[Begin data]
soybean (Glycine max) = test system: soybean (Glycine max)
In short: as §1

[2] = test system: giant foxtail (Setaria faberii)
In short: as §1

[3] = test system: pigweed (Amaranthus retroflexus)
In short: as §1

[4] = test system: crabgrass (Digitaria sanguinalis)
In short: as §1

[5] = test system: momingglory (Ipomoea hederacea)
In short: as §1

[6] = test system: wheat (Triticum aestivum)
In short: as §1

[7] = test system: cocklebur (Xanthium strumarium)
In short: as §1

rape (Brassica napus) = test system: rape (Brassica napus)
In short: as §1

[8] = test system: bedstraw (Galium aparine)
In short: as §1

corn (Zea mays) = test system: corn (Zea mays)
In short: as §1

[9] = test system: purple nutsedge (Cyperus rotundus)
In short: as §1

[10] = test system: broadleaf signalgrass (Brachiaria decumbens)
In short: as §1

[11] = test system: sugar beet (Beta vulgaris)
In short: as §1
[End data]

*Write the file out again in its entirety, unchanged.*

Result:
soybean (Glycine max) = test system: soybean (Glycine max)
In short: as §1

[2] = test system: giant foxtail (Setaria faberii)
In short: as §1

[3] = test system: pigweed (Amaranthus retroflexus)
In short: as §1

[4] = test system: crabgrass (Digitaria sanguinalis)
In short: as §1

[5] = test system: momingglory (Ipomoea hederacea)
In short: as §1

[6] = test system: wheat (Triticum aestivum)
In short: as §1

[7] = test system: cocklebur (Xanthium strumarium)
In short: as §1

rape (Brassica napus) = test system: rape (Brassica napus)
In short: as §1

[8] = test system: bedstraw (Galium aparine)
In short: as §1

corn (Zea mays) = test system: corn (Zea mays)
In short: as §1

[9] = test system: purple nutsedge (Cyperus rotundus)
In short: as §1

[10] = test system: broadleaf signalgrass (Brachiaria decumbens)
In short: as §1

[11] = test system: sugar beet (Beta vulgaris)
In short: as §1